Now that Crimea has voted to unite with Russia and Vladimir Putin has welcomed Crimea with open arms, the Western half of the world, especially the United States and the European Union, are talking at lengths about imposing sanctions on Russia in order to bring Vladimir Putin to his senses.
However, the task seems easier said than done. The United States is simply not in a position to impose long-term sanctions on Russia. Economic and political ties between the United States and Russia are surely not exemplary. Yet, one key American industry relies heavily on a particular import from Russia: fuel for nuclear power plants. American dependency on Russia for its nuclear fuel is not a new development. It dates back to the early 1990s, when the HEU-LEU scheme was launched after the demise of the Soviet Union. Under this scheme, highly enriched uranium (HEU) from Russian nuclear warheads is processed into low enriched uranium (LEU) for use as fuel for American nuclear power plants.
While there are plans of reducing the need for nuclear energy, the United States still receives 100 GW of its power from nuclear power plants (compare this with Russia’s nuclear energy production of 230 GW). As a result, during 2014, 48 million pounds of uranium will be needed to fuel America’s nuclear power plants. Going by data released by the US Energy Information Administration (EIA), the total uranium Oxide produced within the United States is roughly 4.8 million pounds. Barely 10% of the total demand.
Quite obviously, this is not a new trend. Back in 2012 as well, the United States had to purchase over 80% of its nuclear fuel from foreign sources. Acquisition of uranium (ore and/or concentrate) is just one side of the story. The bigger task is the conversion of the acquired uranium into usable nuclear fuel — a process popularly known as ‘enrichment.’
As of now, nuclear enrichment is the responsibility of private firms in the United States. However, among all such private firms, the American ones constitute no more than 20%. Foreign enrichment facilities constitute the rest. European firms and work units undertake approximately 35% of the total enrichment task, and the remainder lies in the hands of Russian enterprises. Quite simply there are not many “home” enrichment facilities in the United States, and nuclear enrichment is accomplished primarily with the help of foreign facilities such as those from Europe and Russia.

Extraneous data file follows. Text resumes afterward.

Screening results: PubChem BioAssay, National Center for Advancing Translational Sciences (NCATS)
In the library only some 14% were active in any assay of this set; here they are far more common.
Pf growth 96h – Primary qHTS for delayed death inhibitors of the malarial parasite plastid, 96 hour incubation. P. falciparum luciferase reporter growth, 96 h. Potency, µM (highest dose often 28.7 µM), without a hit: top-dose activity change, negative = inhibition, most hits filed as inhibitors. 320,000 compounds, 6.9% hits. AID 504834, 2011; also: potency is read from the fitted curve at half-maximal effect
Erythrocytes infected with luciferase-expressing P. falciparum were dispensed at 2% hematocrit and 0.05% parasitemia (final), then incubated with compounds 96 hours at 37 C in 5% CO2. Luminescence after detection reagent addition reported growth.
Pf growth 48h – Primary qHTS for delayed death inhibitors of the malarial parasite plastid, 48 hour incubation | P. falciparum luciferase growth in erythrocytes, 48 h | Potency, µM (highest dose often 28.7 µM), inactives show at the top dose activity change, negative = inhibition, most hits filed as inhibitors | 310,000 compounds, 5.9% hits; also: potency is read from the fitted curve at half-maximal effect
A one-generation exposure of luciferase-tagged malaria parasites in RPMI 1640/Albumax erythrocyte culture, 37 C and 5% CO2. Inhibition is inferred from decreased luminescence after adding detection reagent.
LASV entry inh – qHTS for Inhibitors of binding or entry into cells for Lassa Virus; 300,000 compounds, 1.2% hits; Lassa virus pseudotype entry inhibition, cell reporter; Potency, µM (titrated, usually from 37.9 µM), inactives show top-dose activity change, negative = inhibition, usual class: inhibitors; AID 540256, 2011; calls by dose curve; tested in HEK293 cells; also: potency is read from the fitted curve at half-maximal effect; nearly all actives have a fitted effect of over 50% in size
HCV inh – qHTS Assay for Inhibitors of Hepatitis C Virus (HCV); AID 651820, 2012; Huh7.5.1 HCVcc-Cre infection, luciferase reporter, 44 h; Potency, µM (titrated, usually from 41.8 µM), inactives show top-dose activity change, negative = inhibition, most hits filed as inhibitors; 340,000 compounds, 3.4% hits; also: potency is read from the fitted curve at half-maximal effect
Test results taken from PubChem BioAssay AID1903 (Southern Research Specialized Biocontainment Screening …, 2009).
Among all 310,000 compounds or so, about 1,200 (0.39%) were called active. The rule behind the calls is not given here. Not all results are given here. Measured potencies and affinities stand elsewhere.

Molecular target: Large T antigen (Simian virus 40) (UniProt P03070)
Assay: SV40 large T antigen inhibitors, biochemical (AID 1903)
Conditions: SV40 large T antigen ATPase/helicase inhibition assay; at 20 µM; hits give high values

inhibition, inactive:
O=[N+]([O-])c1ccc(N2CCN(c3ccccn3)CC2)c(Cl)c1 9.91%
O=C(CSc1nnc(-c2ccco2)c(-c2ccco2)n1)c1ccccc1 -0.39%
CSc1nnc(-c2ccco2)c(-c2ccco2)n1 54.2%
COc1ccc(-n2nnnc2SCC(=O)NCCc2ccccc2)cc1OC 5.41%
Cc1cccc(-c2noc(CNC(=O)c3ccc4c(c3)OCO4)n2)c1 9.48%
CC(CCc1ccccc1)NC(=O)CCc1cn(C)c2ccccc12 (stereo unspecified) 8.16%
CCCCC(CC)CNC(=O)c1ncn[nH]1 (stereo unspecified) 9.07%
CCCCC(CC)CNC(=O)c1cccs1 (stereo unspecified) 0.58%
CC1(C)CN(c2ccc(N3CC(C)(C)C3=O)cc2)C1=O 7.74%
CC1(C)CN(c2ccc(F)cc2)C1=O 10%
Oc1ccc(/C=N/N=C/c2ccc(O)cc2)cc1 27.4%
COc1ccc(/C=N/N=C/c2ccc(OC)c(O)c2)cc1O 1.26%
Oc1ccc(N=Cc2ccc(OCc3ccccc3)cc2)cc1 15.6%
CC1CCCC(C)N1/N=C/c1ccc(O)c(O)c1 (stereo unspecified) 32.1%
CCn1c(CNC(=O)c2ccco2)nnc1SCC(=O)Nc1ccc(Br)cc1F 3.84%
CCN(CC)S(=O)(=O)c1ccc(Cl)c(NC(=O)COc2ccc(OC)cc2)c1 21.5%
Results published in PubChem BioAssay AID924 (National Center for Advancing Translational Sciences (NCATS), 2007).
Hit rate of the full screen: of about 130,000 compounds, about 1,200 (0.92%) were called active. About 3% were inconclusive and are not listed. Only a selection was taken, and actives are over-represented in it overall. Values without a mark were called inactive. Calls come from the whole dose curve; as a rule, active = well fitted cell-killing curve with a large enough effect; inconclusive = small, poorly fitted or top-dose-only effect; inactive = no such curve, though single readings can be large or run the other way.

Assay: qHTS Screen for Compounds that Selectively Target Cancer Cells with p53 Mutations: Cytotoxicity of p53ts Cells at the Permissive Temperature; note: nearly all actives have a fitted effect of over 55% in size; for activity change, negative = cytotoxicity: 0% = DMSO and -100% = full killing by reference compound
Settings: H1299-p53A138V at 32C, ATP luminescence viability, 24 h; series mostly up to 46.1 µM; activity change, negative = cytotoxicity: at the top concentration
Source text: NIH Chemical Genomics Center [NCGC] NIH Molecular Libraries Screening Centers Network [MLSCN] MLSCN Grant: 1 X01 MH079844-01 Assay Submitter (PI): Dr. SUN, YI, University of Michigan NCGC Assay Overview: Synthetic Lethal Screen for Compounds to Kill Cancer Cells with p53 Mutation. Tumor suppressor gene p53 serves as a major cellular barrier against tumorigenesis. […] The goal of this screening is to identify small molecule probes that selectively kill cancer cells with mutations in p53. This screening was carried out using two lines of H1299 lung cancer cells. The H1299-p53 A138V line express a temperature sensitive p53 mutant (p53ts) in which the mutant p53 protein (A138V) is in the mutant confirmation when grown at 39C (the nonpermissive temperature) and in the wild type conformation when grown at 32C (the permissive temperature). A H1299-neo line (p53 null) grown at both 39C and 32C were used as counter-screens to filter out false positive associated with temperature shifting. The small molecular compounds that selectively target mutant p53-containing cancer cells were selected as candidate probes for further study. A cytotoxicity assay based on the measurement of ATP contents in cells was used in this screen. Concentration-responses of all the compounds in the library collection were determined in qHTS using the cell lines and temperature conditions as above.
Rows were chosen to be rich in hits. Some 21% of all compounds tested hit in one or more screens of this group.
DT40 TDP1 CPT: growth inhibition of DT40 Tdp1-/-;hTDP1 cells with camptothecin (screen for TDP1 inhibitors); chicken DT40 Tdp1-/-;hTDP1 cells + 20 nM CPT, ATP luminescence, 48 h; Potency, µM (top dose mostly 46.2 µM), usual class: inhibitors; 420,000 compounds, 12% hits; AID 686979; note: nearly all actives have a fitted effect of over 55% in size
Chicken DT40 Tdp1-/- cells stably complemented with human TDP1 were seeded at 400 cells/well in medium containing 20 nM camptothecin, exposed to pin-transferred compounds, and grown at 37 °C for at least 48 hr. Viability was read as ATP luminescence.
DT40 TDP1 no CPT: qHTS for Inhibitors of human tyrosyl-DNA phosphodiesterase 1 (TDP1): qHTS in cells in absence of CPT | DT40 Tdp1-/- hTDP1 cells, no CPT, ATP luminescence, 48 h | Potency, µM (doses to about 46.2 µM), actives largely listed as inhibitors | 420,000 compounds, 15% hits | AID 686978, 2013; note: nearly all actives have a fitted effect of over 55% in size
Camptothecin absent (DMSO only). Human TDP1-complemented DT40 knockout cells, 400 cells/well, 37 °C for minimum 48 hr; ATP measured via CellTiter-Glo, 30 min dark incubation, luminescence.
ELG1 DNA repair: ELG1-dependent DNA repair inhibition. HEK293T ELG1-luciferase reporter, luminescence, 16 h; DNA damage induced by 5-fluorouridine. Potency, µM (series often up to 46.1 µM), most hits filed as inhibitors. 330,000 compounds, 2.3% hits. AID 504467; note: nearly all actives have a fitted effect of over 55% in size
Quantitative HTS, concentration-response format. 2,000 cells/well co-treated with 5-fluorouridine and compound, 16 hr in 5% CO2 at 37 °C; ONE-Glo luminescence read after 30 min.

Therefore, even though the HEU-LEU scheme ended recently, the United States is set on extending its lifespan by means of renewal. The real details of the renewed HEU-LEU scheme remain to be seen. But by all means, it is highly doubtful that American dependency on Russian help will come to an end, especially because the capacity of America’s own enrichment facilities is limited, as per the data from World Nuclear Association. With uranium supplier USEC planning to file for bankruptcy, the role of foreign facilities in general and Russian facilities in particular will rise manifold.
If sanctions are imposed on Russia, the United States might choose to make up for the missing nuclear imports and enrichment services from Russia by increasing the amount it imports from rest of the world; but even that will help only in part. In a nutshell, when it comes to nuclear energy, America will have a hard time finding an alternative to Russian help. Thus, while the European Union can indeed deliver on its promise of imposing sanctions against Russia, the United States cannot because if mutual sanctions were to come into effect, the primary loser will be America’s own nuclear industry.